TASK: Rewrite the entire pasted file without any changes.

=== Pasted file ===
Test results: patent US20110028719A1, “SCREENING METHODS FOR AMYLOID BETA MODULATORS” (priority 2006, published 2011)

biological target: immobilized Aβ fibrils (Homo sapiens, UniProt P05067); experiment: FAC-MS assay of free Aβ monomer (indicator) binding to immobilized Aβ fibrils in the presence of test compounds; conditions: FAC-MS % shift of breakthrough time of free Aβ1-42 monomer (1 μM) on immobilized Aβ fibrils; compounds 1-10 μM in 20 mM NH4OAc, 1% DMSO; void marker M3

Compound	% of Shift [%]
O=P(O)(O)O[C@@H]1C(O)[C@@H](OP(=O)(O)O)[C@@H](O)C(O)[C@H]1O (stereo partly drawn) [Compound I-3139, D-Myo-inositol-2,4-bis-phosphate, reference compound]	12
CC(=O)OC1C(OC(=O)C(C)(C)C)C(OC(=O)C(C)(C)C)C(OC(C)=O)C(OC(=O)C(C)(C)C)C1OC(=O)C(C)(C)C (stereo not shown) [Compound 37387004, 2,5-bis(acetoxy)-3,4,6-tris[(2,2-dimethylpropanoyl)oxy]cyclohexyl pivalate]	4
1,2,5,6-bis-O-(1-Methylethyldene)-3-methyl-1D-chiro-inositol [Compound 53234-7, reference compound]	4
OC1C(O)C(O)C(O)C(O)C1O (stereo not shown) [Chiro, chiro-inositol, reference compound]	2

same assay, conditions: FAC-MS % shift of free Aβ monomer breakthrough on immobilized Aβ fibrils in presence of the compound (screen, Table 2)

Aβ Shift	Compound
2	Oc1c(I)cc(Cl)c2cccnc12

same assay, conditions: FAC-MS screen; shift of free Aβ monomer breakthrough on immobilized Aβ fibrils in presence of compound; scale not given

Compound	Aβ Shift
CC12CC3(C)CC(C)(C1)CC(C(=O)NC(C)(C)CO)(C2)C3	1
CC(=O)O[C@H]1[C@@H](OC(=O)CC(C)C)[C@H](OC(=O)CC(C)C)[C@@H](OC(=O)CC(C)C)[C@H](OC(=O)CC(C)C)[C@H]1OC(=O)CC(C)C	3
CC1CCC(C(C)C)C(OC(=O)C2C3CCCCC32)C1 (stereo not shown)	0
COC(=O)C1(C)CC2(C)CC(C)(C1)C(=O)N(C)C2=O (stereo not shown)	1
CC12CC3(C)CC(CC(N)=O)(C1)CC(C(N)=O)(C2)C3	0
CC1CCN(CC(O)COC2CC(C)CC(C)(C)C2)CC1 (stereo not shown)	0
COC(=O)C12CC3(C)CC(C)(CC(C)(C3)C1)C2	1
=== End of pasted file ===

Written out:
Test results: patent US20110028719A1, “SCREENING METHODS FOR AMYLOID BETA MODULATORS” (priority 2006, published 2011)

biological target: immobilized Aβ fibrils (Homo sapiens, UniProt P05067); experiment: FAC-MS assay of free Aβ monomer (indicator) binding to immobilized Aβ fibrils in the presence of test compounds; conditions: FAC-MS % shift of breakthrough time of free Aβ1-42 monomer (1 μM) on immobilized Aβ fibrils; compounds 1-10 μM in 20 mM NH4OAc, 1% DMSO; void marker M3

Compound	% of Shift [%]
O=P(O)(O)O[C@@H]1C(O)[C@@H](OP(=O)(O)O)[C@@H](O)C(O)[C@H]1O (stereo partly drawn) [Compound I-3139, D-Myo-inositol-2,4-bis-phosphate, reference compound]	12
CC(=O)OC1C(OC(=O)C(C)(C)C)C(OC(=O)C(C)(C)C)C(OC(C)=O)C(OC(=O)C(C)(C)C)C1OC(=O)C(C)(C)C (stereo not shown) [Compound 37387004, 2,5-bis(acetoxy)-3,4,6-tris[(2,2-dimethylpropanoyl)oxy]cyclohexyl pivalate]	4
1,2,5,6-bis-O-(1-Methylethyldene)-3-methyl-1D-chiro-inositol [Compound 53234-7, reference compound]	4
OC1C(O)C(O)C(O)C(O)C1O (stereo not shown) [Chiro, chiro-inositol, reference compound]	2

same assay, conditions: FAC-MS % shift of free Aβ monomer breakthrough on immobilized Aβ fibrils in presence of the compound (screen, Table 2)

Aβ Shift	Compound
2	Oc1c(I)cc(Cl)c2cccnc12

same assay, conditions: FAC-MS screen; shift of free Aβ monomer breakthrough on immobilized Aβ fibrils in presence of compound; scale not given

Compound	Aβ Shift
CC12CC3(C)CC(C)(C1)CC(C(=O)NC(C)(C)CO)(C2)C3	1
CC(=O)O[C@H]1[C@@H](OC(=O)CC(C)C)[C@H](OC(=O)CC(C)C)[C@@H](OC(=O)CC(C)C)[C@H](OC(=O)CC(C)C)[C@H]1OC(=O)CC(C)C	3
CC1CCC(C(C)C)C(OC(=O)C2C3CCCCC32)C1 (stereo not shown)	0
COC(=O)C1(C)CC2(C)CC(C)(C1)C(=O)N(C)C2=O (stereo not shown)	1
CC12CC3(C)CC(CC(N)=O)(C1)CC(C(N)=O)(C2)C3	0
CC1CCN(CC(O)COC2CC(C)CC(C)(C)C2)CC1 (stereo not shown)	0
COC(=O)C12CC3(C)CC(C)(CC(C)(C3)C1)C2	1